In learning about spiritual abuse, victims say the lack of support from community when they reported the abuse was far more damaging than the abuse itself. So then, perhaps, my mother is the prime abuser. Your mother is supposed to be the source, the giver of life, the ultimate protector. She was, in fact, my ultimate abuser. I love her more than anyone else on earth, always have, always will. I also hate her more than anyone else on earth. Always have, always will.

In spite of my upbringing, my spirit has always known better, known truth. As a child, in the moments in between, I fell into myself, into my mind, and I celebrated the goodness in me. I read, that was my escape. Books taught me there was a different way to look at myself and at the world. A better way, a more constructive way. I had options; I had agency. Those truths were hidden in my heart, carefully guarded secrets.

Eventually, I tired of turning the pain inward. I was incredibly angry. Furious. Full of hate. As a teen, it all came out. All of it. And, sadly, it made everything worse. The abuse escalated. Everything intensified. My family no longer saw any goodness in me. I was all bad, across the board, doomed, destined for hell, my immortal soul completely lost, without hope of redemption. And then the shunning began.

But you see, there’s never been a complete shunning. Why? Because I’m the single daughter. I have a purpose, I’m useful, I’m needed. I’m the one who needs to care for mom. He has a career, I no longer do. I’m the only one who can. It's on me, my God ordained responsibility. And it’s in my best interest to do so. It’s a win-win, my brother assures me. He can see only that I am undeserving, unworthy, and mom is somehow saving me from having to live the wretched life resulting from my sinful choices. That’s how he can rationalize his treatment of me. And part of me buys into that on some level, because I chose this life, and I choose to stay. But I'd like to think I chose this life for other reasons, not as atonement for my sins, but because it's the right thing to do -- for me to do, anyway. And there is far more truth to that than how my brother views it.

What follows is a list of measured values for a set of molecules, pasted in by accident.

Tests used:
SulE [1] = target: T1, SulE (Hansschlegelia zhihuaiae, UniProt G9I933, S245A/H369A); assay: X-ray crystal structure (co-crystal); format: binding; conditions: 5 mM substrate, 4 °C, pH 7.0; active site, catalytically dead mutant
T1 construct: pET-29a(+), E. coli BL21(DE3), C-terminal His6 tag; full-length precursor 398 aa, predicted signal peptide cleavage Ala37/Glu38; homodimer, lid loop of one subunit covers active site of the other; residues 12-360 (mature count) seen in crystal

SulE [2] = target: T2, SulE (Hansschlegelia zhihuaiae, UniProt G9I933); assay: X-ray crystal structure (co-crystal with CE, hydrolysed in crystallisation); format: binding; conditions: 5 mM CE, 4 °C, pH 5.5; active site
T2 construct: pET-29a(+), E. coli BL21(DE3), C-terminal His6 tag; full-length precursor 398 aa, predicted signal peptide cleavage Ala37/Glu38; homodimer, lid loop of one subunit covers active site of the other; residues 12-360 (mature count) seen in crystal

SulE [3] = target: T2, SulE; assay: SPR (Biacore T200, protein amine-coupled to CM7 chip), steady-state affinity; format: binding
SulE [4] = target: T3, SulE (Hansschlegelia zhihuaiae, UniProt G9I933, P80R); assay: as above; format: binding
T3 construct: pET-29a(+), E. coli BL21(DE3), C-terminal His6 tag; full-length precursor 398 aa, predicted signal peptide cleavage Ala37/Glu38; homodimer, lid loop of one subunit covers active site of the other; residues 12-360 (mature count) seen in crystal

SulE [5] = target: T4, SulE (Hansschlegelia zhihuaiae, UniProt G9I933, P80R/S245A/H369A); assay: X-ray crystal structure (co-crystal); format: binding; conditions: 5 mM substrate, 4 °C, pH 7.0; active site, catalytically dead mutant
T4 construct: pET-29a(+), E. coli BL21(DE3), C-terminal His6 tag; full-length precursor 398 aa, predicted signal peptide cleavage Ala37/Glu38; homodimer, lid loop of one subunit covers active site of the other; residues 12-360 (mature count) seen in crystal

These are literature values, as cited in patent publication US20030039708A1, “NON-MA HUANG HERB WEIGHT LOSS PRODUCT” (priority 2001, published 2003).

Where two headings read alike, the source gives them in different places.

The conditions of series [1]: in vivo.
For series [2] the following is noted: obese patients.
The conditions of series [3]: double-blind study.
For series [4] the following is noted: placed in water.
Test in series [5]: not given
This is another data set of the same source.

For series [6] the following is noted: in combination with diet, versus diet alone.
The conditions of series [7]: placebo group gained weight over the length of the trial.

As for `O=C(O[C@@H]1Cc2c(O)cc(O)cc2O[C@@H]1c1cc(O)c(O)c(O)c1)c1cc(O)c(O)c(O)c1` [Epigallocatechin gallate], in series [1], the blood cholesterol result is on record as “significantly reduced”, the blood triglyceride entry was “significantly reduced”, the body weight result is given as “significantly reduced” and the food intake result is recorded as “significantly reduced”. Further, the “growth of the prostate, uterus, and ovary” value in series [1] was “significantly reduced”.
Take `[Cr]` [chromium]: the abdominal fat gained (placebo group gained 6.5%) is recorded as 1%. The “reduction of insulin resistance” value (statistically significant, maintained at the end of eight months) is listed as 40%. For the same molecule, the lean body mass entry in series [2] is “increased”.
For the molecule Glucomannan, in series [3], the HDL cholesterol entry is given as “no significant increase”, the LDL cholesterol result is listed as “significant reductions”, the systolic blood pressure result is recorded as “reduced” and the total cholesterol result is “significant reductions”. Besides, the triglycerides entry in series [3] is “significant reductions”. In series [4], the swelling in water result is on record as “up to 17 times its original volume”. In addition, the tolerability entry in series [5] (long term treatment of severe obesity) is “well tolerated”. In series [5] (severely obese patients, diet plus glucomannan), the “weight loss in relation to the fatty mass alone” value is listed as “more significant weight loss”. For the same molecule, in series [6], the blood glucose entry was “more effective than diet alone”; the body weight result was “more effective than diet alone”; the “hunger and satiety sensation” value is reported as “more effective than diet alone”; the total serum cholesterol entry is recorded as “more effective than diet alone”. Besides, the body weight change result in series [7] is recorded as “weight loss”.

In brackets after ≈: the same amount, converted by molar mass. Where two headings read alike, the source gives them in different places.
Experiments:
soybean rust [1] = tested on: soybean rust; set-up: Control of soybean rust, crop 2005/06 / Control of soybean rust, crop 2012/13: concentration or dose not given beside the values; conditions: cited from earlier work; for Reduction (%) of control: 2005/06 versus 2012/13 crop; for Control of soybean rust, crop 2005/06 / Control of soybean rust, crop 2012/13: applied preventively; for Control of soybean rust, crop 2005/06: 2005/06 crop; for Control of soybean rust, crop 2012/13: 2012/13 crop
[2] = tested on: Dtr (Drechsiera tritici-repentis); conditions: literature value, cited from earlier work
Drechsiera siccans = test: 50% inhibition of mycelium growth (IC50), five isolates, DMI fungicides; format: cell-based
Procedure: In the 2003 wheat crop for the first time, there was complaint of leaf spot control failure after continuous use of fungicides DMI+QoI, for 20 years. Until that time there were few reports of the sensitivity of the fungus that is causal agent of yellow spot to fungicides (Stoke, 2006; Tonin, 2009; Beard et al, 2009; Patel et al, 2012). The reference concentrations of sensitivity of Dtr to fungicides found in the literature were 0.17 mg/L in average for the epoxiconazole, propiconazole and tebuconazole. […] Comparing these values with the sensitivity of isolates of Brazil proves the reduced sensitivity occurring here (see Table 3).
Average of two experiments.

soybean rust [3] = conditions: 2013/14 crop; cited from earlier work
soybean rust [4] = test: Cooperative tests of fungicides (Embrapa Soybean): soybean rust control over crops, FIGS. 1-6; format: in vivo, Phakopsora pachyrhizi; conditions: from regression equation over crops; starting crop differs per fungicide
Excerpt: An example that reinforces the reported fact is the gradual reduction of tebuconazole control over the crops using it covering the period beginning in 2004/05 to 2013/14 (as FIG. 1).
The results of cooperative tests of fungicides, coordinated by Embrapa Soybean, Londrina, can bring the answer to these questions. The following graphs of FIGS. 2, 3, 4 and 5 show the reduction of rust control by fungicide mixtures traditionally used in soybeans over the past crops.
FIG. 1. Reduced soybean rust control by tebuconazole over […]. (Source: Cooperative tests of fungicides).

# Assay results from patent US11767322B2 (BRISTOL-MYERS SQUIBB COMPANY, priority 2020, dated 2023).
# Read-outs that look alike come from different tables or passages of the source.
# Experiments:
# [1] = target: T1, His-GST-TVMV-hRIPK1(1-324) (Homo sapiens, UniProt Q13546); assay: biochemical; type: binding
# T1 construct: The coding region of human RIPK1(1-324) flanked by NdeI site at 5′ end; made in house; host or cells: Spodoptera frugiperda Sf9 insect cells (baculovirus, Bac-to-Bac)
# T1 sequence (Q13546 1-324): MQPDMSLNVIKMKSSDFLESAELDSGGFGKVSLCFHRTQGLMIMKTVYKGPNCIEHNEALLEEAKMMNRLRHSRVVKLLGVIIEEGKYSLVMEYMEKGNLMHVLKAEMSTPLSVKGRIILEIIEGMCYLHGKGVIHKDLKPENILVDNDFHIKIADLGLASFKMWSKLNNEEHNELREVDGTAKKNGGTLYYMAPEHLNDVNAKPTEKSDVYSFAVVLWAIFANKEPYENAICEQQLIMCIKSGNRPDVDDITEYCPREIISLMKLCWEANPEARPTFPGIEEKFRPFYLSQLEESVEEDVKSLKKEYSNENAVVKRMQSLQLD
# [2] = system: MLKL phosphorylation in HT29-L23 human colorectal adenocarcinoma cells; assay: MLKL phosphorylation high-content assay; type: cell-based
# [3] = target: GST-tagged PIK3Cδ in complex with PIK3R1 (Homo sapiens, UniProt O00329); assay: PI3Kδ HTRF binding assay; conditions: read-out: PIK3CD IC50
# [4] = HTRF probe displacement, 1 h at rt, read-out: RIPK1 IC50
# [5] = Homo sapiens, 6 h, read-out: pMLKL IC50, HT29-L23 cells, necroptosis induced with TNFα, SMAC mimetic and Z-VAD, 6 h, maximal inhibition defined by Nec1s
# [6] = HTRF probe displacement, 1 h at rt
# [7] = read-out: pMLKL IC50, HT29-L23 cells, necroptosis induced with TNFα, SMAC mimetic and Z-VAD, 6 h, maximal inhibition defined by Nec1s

I fall into self-pity and I hate that about me. I must shift away from a victim mindset, which I abhor, which I fight with all my being. I don’t want to live like that, with that kind of bitterness living inside of me, riddling me like cancer, stealing any semblance of joy. So, I fight bitterness and anger and hate. I fight it like my life depends on it. Because my quality of life does depend on it.

But fighting feelings doesn’t make them go away. Sometimes the negative emotions swell up and overtake me, dictate my behaviors. The result is shame and regret. Just as bad as bitterness and anger and hate. I am aware of that dynamic more of the time now, and am successfully able to ward off reactive behaviors more and more often. But mom and I still have "fuck you" fights. Mother's and daughters are expert at striking at one another's most vulnerable places.

I haven’t found the magic way to free myself from negative emotions. Actually, that’s not true. I have found the magic way: Time. But I didn’t find Time, Time found me.

I’m walking it out, in time, and things are getting better. Small, tiny, nearly imperceptible improvements. But in the lookback, I’ve come so far.

I know now, beyond a doubt, I needn't be afraid, I needn't act from a place of fear.

There is no hell.

I Persevere. And life goes on.

Photo by Alex Perez on Unsplash